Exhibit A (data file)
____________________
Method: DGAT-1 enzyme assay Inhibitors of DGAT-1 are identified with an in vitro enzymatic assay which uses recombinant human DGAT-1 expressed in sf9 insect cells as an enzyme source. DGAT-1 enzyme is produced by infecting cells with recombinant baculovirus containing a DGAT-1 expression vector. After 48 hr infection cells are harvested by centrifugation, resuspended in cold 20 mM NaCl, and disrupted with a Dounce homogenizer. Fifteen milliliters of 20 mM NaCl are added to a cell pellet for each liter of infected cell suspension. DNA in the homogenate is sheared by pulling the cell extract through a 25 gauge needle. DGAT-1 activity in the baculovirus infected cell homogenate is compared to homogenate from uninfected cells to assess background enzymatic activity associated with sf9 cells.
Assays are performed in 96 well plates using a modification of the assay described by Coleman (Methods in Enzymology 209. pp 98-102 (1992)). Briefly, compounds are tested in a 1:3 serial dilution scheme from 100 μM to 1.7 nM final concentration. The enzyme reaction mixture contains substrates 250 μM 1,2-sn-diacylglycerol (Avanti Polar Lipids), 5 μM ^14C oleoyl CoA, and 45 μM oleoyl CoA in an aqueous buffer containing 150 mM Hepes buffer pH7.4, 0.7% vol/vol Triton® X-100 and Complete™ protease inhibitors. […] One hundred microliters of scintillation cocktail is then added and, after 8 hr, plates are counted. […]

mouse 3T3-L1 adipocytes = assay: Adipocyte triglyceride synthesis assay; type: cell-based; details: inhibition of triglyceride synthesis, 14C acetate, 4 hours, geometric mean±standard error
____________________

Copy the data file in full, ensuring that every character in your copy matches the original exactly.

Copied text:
Method: DGAT-1 enzyme assay Inhibitors of DGAT-1 are identified with an in vitro enzymatic assay which uses recombinant human DGAT-1 expressed in sf9 insect cells as an enzyme source. DGAT-1 enzyme is produced by infecting cells with recombinant baculovirus containing a DGAT-1 expression vector. After 48 hr infection cells are harvested by centrifugation, resuspended in cold 20 mM NaCl, and disrupted with a Dounce homogenizer. Fifteen milliliters of 20 mM NaCl are added to a cell pellet for each liter of infected cell suspension. DNA in the homogenate is sheared by pulling the cell extract through a 25 gauge needle. DGAT-1 activity in the baculovirus infected cell homogenate is compared to homogenate from uninfected cells to assess background enzymatic activity associated with sf9 cells.
Assays are performed in 96 well plates using a modification of the assay described by Coleman (Methods in Enzymology 209. pp 98-102 (1992)). Briefly, compounds are tested in a 1:3 serial dilution scheme from 100 μM to 1.7 nM final concentration. The enzyme reaction mixture contains substrates 250 μM 1,2-sn-diacylglycerol (Avanti Polar Lipids), 5 μM ^14C oleoyl CoA, and 45 μM oleoyl CoA in an aqueous buffer containing 150 mM Hepes buffer pH7.4, 0.7% vol/vol Triton® X-100 and Complete™ protease inhibitors. […] One hundred microliters of scintillation cocktail is then added and, after 8 hr, plates are counted. […]

mouse 3T3-L1 adipocytes = assay: Adipocyte triglyceride synthesis assay; type: cell-based; details: inhibition of triglyceride synthesis, 14C acetate, 4 hours, geometric mean±standard error